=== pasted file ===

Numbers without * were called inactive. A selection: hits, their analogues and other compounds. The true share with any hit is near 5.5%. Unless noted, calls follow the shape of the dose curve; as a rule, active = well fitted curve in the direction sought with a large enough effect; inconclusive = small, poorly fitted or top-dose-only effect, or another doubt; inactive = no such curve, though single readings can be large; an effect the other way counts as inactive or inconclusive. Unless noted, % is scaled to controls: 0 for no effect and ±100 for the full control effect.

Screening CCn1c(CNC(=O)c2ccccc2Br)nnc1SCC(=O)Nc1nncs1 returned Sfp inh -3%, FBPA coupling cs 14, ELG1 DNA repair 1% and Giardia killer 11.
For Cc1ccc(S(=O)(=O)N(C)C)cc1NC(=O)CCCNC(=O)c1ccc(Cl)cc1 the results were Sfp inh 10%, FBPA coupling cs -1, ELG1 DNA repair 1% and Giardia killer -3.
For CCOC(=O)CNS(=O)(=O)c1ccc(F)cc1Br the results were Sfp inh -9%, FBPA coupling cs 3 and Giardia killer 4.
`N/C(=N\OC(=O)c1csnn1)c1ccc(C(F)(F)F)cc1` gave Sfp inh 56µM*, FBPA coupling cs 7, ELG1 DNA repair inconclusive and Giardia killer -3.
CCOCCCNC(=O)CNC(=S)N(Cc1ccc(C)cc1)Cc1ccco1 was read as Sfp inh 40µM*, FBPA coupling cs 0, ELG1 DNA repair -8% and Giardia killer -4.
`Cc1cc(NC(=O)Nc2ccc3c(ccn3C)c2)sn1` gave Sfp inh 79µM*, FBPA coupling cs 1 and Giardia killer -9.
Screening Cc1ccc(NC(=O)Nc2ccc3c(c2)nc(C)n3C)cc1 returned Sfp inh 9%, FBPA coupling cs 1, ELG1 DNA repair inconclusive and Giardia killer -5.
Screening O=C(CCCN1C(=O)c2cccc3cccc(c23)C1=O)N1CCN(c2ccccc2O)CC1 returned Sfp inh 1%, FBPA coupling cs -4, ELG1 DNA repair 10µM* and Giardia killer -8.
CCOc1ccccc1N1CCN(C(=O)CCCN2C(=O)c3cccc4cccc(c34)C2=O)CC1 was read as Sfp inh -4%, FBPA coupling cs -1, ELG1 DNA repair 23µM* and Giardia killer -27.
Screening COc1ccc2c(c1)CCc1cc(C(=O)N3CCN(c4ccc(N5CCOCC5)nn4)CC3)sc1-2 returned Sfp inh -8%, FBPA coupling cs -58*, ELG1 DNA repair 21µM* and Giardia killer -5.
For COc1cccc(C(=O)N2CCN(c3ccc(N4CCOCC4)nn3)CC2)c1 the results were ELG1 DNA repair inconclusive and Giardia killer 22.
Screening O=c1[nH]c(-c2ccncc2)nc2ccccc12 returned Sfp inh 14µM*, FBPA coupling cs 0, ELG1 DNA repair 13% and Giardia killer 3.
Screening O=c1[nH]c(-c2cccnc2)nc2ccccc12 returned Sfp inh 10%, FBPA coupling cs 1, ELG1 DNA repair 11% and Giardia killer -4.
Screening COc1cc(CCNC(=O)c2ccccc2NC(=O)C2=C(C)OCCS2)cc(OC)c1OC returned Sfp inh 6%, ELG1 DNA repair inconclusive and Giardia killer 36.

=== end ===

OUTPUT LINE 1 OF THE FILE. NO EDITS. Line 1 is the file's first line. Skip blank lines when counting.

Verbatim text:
Numbers without * were called inactive. A selection: hits, their analogues and other compounds. The true share with any hit is near 5.5%. Unless noted, calls follow the shape of the dose curve; as a rule, active = well fitted curve in the direction sought with a large enough effect; inconclusive = small, poorly fitted or top-dose-only effect, or another doubt; inactive = no such curve, though single readings can be large; an effect the other way counts as inactive or inconclusive. Unless noted, % is scaled to controls: 0 for no effect and ±100 for the full control effect.